Bath-based sprinter Leon Reid has successfully appealed to the IAAF to clear his transfer of allegiance from Britain to Ireland just in time for next week's European Athletics Championships in Berlin.
Despite some concern that Reid would fall just short of the new criteria, he is now set to compete in both the 100m and 200m, having won a National sprint double over 100m-200m in Santry at the weekend, before being provisionally named in the 42-strong Irish team for Berlin.
This was still subject to final ratification from the IAAF, the governing body of world athletics, who early last year put a freeze on all such international transfers in part to crackdown on athletes competing under so-called flags of convenience.
Having represented Great Britain at junior and under-23 level up to July 2015, winning championship medals in both grades, Reid, just turned 24, fell under some of the new transfer criteria agreed by the IAAF at the Council Meeting in Buenos Aires last Friday.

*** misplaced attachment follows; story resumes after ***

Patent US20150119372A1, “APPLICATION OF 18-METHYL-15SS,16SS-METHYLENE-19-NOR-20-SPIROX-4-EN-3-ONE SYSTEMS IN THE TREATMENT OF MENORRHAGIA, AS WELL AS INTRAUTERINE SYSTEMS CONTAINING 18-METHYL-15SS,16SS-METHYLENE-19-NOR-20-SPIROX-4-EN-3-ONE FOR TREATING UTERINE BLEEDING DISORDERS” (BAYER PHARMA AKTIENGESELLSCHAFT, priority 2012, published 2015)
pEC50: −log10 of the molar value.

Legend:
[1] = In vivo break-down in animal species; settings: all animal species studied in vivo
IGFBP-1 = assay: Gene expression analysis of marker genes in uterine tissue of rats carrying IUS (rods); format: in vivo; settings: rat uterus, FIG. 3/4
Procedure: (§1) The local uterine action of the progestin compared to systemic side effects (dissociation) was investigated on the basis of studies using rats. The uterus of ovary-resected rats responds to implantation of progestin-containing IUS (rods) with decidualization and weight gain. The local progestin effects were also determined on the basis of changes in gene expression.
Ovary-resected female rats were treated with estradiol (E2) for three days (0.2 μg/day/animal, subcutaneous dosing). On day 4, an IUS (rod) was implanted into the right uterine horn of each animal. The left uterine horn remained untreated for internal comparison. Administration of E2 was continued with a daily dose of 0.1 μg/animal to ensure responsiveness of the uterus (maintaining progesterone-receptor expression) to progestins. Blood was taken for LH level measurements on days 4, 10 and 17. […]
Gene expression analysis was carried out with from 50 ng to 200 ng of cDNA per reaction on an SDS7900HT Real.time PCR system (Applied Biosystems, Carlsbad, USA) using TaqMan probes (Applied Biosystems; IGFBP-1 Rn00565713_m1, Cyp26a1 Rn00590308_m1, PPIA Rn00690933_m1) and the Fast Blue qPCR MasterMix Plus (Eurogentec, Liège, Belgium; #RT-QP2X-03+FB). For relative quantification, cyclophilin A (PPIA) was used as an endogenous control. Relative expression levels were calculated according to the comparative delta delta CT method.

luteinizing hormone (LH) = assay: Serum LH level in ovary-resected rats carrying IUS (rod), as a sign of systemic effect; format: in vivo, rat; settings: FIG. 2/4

However according to an IAAF source, Reid and representatives from Athletics Ireland claimed he first submitted his transfer case in January 2017, having received his Irish passport in December 2016, before the IAAF freeze was put in place in February 2017, and was therefore exempt from that section of the new criteria.
Athletics Ireland also argued that the Court of Arbitration for Sport (CAS) would have supported his case, under the fairness principle, which is part of the new IAAF transfer criteria.
The Bath-born Reid, whose late birth mother was from Belfast, had initially had his application held up as a result of that freeze: under the full list of new criteria, his application for a transfer must have been made to the IAAF three years prior to Berlin.
Under the new transfer policy, however, the IAAF also state the athlete must have “or will have a genuine, close, credible and established link to that country or territory (e.g. through residence there)”, and this will apply to all future such transfers.
Reid has spent time visiting relatives in Ireland, and does run with the Wexford Club Menapians AC, but still lives and trains in Bath. Reid has already run faster than the Irish 200m record this year, clocking a new personal best of 20.27 in Birmingham at the beginning of the month (inside Paul Hession’s 20.30); he also won bronze in the 200m on the Gold Coast representing Northern Ireland, and always believed the decision was imminent to clear his path to compete in Berlin.
At the National Championships, he beat Marcus Lawlor from Carlow in the 200m, nailing victory on the line in 20.76 seconds. He then came back out on the Saturday and won the 100m in 10.42. He’s also the double Irish indoor sprint champion, and is a potential finalist in Berlin in the 200m.